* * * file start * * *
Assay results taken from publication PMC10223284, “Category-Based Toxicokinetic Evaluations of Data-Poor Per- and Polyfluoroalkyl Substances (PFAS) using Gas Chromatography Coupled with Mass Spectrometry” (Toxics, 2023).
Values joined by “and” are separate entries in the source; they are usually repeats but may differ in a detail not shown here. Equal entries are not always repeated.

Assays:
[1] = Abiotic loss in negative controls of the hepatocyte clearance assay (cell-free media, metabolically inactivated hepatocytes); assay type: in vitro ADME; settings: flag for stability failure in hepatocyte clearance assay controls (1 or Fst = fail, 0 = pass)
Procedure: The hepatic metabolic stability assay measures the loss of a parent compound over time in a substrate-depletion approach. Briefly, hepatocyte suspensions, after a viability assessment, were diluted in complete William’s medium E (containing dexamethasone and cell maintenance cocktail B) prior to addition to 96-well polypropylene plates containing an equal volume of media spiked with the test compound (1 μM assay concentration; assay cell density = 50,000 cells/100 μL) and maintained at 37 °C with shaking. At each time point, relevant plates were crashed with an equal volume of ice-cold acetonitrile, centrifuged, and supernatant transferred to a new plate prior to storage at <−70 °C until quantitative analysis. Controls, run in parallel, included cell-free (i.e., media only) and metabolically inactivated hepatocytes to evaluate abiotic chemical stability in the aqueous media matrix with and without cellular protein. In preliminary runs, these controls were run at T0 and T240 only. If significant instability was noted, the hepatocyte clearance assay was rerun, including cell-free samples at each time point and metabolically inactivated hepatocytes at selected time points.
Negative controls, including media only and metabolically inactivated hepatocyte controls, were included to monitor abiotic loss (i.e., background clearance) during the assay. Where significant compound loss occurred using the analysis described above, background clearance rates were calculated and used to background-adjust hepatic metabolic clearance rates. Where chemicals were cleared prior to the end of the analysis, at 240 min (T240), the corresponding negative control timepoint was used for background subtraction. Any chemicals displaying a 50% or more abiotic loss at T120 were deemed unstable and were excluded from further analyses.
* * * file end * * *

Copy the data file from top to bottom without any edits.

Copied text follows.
Assay results taken from publication PMC10223284, “Category-Based Toxicokinetic Evaluations of Data-Poor Per- and Polyfluoroalkyl Substances (PFAS) using Gas Chromatography Coupled with Mass Spectrometry” (Toxics, 2023).
Values joined by “and” are separate entries in the source; they are usually repeats but may differ in a detail not shown here. Equal entries are not always repeated.

Assays:
[1] = Abiotic loss in negative controls of the hepatocyte clearance assay (cell-free media, metabolically inactivated hepatocytes); assay type: in vitro ADME; settings: flag for stability failure in hepatocyte clearance assay controls (1 or Fst = fail, 0 = pass)
Procedure: The hepatic metabolic stability assay measures the loss of a parent compound over time in a substrate-depletion approach. Briefly, hepatocyte suspensions, after a viability assessment, were diluted in complete William’s medium E (containing dexamethasone and cell maintenance cocktail B) prior to addition to 96-well polypropylene plates containing an equal volume of media spiked with the test compound (1 μM assay concentration; assay cell density = 50,000 cells/100 μL) and maintained at 37 °C with shaking. At each time point, relevant plates were crashed with an equal volume of ice-cold acetonitrile, centrifuged, and supernatant transferred to a new plate prior to storage at <−70 °C until quantitative analysis. Controls, run in parallel, included cell-free (i.e., media only) and metabolically inactivated hepatocytes to evaluate abiotic chemical stability in the aqueous media matrix with and without cellular protein. In preliminary runs, these controls were run at T0 and T240 only. If significant instability was noted, the hepatocyte clearance assay was rerun, including cell-free samples at each time point and metabolically inactivated hepatocytes at selected time points.
Negative controls, including media only and metabolically inactivated hepatocyte controls, were included to monitor abiotic loss (i.e., background clearance) during the assay. Where significant compound loss occurred using the analysis described above, background clearance rates were calculated and used to background-adjust hepatic metabolic clearance rates. Where chemicals were cleared prior to the end of the analysis, at 240 min (T240), the corresponding negative control timepoint was used for background subtraction. Any chemicals displaying a 50% or more abiotic loss at T120 were deemed unstable and were excluded from further analyses.